# Homework Help: Circuits and capacitors

1. Jan 31, 2012

1. The problem statement, all variables and given/known data
In the arrangement shown in the figure below, a potential difference DeltaV is applied, and C1 is adjusted so that the voltmeter between points b and d reads zero.
http://capa.physics.mcmaster.ca/figures/sb/Graph26/sb-pic2667.png [Broken]

This "balance" occurs when C1 = 3.56 µF. If C3 = 9.50 µF and C4 = 12.3 µF, calculate the value of C2

2. Relevant equations
CΔV=Q

3. The attempt at a solution
I know that capacitor 1-2, 3-4 is connected in series and the charge on capacitors 1-2, 3-4 are the same because the voltmeter reads zero which mean there's no transfer of electrons between the plates so the charge of the capacitors connected in series should be the same. I came up with the following attempt:

1: C(equivalent 1-2)=(1/C1)+(1/C2)
2:C(equivalent 3-4)=(1/C3)+(1/C4)
3:C(total)= C(equivalent 1-2)+C(equivalent 3-4)
4:Qtotal=Q1+Q2
5:Qtotal= ΔV(C(equivalent 1-2)+C(equivalent 3-4))
When i got step 5, i realized everything just cancels out... lol
so where did I go wrong in my approach?

Last edited by a moderator: May 5, 2017
2. Jan 31, 2012

### Staff: Mentor

If the voltmeter reads zero, what does that say about the potential difference between nodes b and d?

3. Jan 31, 2012

o i see...the voltmeter is zero cause the potential difference is the same in both wires?

Last edited: Jan 31, 2012
4. Jan 31, 2012

### Staff: Mentor

Correct. That being so, what can you say about the potentials across capacitors C4 & C1, and capacitors C3 & C2?

5. Jan 31, 2012

Well the potential are the same but when we say potential we're talking about V and not ΔV right?

6. Jan 31, 2012

### Staff: Mentor

It is the voltage that exist on the capacitors, measured from terminal to terminal.

So if the voltages across those capacitor pairs are the same, if you know the voltage on one you automatically know the other.

Now consider just the two capacitors on the left side of the bridge, C3 and C4. What must be the sum of the voltages of those capacitors?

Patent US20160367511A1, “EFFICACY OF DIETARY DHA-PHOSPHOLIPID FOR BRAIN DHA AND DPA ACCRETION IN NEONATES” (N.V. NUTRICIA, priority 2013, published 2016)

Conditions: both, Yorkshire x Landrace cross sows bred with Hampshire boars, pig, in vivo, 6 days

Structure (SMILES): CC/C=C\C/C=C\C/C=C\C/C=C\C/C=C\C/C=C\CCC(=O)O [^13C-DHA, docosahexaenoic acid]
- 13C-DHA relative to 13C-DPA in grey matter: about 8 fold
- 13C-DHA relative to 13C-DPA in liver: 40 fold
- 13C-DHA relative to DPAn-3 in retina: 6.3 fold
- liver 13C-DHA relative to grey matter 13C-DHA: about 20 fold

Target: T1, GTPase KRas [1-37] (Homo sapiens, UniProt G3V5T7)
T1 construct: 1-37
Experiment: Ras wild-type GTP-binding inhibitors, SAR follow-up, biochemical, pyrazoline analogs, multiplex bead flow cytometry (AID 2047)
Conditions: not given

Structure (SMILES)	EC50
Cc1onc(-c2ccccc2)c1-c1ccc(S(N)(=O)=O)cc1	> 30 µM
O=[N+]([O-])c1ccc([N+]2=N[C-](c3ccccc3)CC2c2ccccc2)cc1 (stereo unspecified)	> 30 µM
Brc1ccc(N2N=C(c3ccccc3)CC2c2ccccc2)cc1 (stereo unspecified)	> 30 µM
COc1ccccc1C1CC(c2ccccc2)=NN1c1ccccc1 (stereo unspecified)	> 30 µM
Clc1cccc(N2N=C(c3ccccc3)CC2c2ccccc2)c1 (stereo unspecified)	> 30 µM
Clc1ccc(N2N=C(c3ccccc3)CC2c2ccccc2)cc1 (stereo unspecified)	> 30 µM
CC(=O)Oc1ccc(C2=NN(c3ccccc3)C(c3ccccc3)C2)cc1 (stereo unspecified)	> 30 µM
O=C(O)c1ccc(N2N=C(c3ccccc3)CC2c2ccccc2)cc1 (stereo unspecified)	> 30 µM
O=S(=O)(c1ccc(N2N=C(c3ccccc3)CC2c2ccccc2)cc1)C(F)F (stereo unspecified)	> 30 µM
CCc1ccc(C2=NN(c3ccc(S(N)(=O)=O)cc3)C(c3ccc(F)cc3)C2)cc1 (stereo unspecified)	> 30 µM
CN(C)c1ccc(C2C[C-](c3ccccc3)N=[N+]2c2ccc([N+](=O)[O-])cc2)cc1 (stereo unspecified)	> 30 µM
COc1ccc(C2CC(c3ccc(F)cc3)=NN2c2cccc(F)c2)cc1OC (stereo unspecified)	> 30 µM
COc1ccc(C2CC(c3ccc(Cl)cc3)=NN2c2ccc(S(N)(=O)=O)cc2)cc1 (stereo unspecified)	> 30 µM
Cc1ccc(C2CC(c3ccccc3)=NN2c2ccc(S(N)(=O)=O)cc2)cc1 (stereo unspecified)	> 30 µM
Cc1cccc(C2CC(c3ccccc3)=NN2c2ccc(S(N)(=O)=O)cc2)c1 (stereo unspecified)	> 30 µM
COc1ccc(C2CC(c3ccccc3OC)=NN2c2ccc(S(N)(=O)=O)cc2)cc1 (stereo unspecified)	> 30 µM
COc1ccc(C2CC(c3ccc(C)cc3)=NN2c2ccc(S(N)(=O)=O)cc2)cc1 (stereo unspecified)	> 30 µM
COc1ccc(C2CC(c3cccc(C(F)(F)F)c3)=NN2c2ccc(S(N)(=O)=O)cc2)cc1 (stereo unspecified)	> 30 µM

7. Jan 31, 2012

is it equal to that of the potential difference applied?

8. Jan 31, 2012

### Staff: Mentor

Clearly, yes, since KVL around the battery-C4-C3-battery loop demands it

Since you know the values of C3 and C4 you should therefore be in a position to determine the voltages on both C3 and C4.

9. Jan 31, 2012

But the only equation with i know is ΔV=Q/C but Q is unknown?

10. Jan 31, 2012

### Staff: Mentor

The charges on capacitors connected in series, such as C3 and C4, are equal. It's also the same as the charge on the equivalent capacitance of C3 in series with C4. So if you calculate that equivalent capacitance and place the source voltage across that, you'll know the charge that must be on both capacitors. The charge then gives you the individual voltages.

Another approach, and one I'd recommend learning about, is the voltage divider relationship for capacitors. In the same way that you can determine the voltage that appears across two resistors in series when you known the total voltage across them, you can determine the voltages that appear on individual series-connected capacitors. For two capacitors in series, the voltage divides in inverse ratio to their capacitance values. So for two capacitors, say Ca and Cb, with total voltage V across them, the voltage on Ca is:

$Va = V \frac{Cb}{Ca + Cb}$

11. Jan 31, 2012